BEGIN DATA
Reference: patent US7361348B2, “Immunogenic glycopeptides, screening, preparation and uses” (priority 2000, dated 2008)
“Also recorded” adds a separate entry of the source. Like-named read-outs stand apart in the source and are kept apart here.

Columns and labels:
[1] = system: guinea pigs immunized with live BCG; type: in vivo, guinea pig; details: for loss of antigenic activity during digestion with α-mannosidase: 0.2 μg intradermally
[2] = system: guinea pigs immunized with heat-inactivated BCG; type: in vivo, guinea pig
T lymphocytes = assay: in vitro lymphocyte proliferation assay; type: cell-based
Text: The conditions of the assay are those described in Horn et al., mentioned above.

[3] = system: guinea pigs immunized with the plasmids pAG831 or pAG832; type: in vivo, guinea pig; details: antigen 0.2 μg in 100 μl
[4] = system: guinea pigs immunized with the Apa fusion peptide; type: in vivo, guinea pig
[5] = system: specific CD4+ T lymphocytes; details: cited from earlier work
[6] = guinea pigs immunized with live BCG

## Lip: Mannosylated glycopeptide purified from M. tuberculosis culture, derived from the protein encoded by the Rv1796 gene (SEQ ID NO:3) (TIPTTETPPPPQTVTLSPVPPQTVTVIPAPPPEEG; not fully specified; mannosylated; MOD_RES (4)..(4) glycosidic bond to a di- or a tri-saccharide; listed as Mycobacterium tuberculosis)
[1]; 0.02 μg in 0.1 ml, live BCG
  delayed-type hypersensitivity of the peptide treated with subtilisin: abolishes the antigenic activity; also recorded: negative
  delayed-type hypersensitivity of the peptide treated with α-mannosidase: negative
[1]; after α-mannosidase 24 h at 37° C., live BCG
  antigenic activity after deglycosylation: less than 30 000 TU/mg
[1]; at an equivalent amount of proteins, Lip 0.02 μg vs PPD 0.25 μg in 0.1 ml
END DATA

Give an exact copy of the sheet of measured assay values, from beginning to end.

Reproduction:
Reference: patent US7361348B2, “Immunogenic glycopeptides, screening, preparation and uses” (priority 2000, dated 2008)
“Also recorded” adds a separate entry of the source. Like-named read-outs stand apart in the source and are kept apart here.

Columns and labels:
[1] = system: guinea pigs immunized with live BCG; type: in vivo, guinea pig; details: for loss of antigenic activity during digestion with α-mannosidase: 0.2 μg intradermally
[2] = system: guinea pigs immunized with heat-inactivated BCG; type: in vivo, guinea pig
T lymphocytes = assay: in vitro lymphocyte proliferation assay; type: cell-based
Text: The conditions of the assay are those described in Horn et al., mentioned above.

[3] = system: guinea pigs immunized with the plasmids pAG831 or pAG832; type: in vivo, guinea pig; details: antigen 0.2 μg in 100 μl
[4] = system: guinea pigs immunized with the Apa fusion peptide; type: in vivo, guinea pig
[5] = system: specific CD4+ T lymphocytes; details: cited from earlier work
[6] = guinea pigs immunized with live BCG

## Lip: Mannosylated glycopeptide purified from M. tuberculosis culture, derived from the protein encoded by the Rv1796 gene (SEQ ID NO:3) (TIPTTETPPPPQTVTLSPVPPQTVTVIPAPPPEEG; not fully specified; mannosylated; MOD_RES (4)..(4) glycosidic bond to a di- or a tri-saccharide; listed as Mycobacterium tuberculosis)
[1]; 0.02 μg in 0.1 ml, live BCG
  delayed-type hypersensitivity of the peptide treated with subtilisin: abolishes the antigenic activity; also recorded: negative
  delayed-type hypersensitivity of the peptide treated with α-mannosidase: negative
[1]; after α-mannosidase 24 h at 37° C., live BCG
  antigenic activity after deglycosylation: less than 30 000 TU/mg
[1]; at an equivalent amount of proteins, Lip 0.02 μg vs PPD 0.25 μg in 0.1 ml